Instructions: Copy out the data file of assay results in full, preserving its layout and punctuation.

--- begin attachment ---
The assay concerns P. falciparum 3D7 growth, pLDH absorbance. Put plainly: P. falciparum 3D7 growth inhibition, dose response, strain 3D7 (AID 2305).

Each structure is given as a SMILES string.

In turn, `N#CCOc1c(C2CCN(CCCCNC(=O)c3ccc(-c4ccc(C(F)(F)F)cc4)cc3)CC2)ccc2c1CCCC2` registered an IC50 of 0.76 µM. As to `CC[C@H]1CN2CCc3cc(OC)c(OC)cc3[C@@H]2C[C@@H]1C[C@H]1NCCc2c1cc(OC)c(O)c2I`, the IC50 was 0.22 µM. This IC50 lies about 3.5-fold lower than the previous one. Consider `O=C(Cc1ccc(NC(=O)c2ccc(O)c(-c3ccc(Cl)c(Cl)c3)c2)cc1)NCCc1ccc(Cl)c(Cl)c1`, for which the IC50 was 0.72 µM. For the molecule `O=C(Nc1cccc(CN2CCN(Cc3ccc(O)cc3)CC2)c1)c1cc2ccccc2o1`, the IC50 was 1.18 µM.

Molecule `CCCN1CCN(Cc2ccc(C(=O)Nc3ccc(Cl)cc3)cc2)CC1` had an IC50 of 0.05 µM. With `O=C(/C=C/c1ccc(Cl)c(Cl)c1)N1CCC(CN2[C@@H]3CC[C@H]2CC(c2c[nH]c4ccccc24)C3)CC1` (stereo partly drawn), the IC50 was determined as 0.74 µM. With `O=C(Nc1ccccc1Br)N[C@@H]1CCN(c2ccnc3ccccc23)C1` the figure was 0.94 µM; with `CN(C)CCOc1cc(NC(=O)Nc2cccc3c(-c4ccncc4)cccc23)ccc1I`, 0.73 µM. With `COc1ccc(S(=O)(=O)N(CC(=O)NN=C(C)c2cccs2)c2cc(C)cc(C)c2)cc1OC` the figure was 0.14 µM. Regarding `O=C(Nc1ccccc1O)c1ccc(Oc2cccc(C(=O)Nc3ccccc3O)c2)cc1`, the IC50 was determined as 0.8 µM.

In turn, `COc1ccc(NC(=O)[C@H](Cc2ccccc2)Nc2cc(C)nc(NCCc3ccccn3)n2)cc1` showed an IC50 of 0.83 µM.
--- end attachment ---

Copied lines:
The assay concerns P. falciparum 3D7 growth, pLDH absorbance. Put plainly: P. falciparum 3D7 growth inhibition, dose response, strain 3D7 (AID 2305).

Each structure is given as a SMILES string.

In turn, `N#CCOc1c(C2CCN(CCCCNC(=O)c3ccc(-c4ccc(C(F)(F)F)cc4)cc3)CC2)ccc2c1CCCC2` registered an IC50 of 0.76 µM. As to `CC[C@H]1CN2CCc3cc(OC)c(OC)cc3[C@@H]2C[C@@H]1C[C@H]1NCCc2c1cc(OC)c(O)c2I`, the IC50 was 0.22 µM. This IC50 lies about 3.5-fold lower than the previous one. Consider `O=C(Cc1ccc(NC(=O)c2ccc(O)c(-c3ccc(Cl)c(Cl)c3)c2)cc1)NCCc1ccc(Cl)c(Cl)c1`, for which the IC50 was 0.72 µM. For the molecule `O=C(Nc1cccc(CN2CCN(Cc3ccc(O)cc3)CC2)c1)c1cc2ccccc2o1`, the IC50 was 1.18 µM.

Molecule `CCCN1CCN(Cc2ccc(C(=O)Nc3ccc(Cl)cc3)cc2)CC1` had an IC50 of 0.05 µM. With `O=C(/C=C/c1ccc(Cl)c(Cl)c1)N1CCC(CN2[C@@H]3CC[C@H]2CC(c2c[nH]c4ccccc24)C3)CC1` (stereo partly drawn), the IC50 was determined as 0.74 µM. With `O=C(Nc1ccccc1Br)N[C@@H]1CCN(c2ccnc3ccccc23)C1` the figure was 0.94 µM; with `CN(C)CCOc1cc(NC(=O)Nc2cccc3c(-c4ccncc4)cccc23)ccc1I`, 0.73 µM. With `COc1ccc(S(=O)(=O)N(CC(=O)NN=C(C)c2cccs2)c2cc(C)cc(C)c2)cc1OC` the figure was 0.14 µM. Regarding `O=C(Nc1ccccc1O)c1ccc(Oc2cccc(C(=O)Nc3ccccc3O)c2)cc1`, the IC50 was determined as 0.8 µM.

In turn, `COc1ccc(NC(=O)[C@H](Cc2ccccc2)Nc2cc(C)nc(NCCc3ccccn3)n2)cc1` showed an IC50 of 0.83 µM.